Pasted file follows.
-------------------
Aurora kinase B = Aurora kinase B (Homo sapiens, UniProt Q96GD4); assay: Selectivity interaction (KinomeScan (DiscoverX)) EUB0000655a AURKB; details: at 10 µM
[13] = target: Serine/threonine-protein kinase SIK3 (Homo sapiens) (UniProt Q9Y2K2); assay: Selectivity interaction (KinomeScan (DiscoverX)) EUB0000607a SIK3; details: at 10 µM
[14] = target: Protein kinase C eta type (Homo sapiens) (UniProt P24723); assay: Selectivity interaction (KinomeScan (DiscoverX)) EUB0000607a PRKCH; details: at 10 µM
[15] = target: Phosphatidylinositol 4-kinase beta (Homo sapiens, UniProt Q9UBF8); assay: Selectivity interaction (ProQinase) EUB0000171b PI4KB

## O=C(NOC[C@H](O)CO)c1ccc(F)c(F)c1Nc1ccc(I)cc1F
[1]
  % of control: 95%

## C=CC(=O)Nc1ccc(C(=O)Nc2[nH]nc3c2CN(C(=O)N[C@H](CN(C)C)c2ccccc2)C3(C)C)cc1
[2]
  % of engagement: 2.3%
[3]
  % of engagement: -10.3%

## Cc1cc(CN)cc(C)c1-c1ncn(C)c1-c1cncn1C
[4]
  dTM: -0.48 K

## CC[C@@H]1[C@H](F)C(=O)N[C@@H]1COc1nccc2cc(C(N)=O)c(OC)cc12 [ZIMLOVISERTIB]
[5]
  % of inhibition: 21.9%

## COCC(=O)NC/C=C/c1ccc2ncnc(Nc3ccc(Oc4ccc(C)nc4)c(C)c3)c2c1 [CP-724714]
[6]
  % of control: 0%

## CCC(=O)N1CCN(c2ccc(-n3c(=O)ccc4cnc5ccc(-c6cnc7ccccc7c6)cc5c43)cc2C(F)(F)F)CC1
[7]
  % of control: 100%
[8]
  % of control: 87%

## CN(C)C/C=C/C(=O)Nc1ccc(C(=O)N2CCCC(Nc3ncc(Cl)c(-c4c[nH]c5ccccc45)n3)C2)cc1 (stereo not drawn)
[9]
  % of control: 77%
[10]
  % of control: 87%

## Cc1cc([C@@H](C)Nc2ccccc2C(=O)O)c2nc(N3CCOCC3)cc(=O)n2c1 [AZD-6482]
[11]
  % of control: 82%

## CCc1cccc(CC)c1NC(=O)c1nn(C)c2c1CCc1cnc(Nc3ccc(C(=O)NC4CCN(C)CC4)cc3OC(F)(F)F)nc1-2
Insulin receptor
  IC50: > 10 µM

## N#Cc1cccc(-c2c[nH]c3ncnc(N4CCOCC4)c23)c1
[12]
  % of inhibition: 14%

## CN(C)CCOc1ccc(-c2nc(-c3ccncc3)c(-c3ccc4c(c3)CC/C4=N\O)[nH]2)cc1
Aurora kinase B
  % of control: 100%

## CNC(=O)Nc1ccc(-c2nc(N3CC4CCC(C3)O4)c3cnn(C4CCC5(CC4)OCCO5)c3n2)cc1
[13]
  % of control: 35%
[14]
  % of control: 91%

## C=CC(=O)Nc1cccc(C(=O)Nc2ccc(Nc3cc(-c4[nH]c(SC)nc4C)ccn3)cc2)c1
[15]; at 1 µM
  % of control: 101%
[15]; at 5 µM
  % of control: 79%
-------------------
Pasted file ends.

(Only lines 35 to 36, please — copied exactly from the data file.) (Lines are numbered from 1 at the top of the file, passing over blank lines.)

## CCc1cccc(CC)c1NC(=O)c1nn(C)c2c1CCc1cnc(Nc3ccc(C(=O)NC4CCN(C)CC4)cc3OC(F)(F)F)nc1-2
Insulin receptor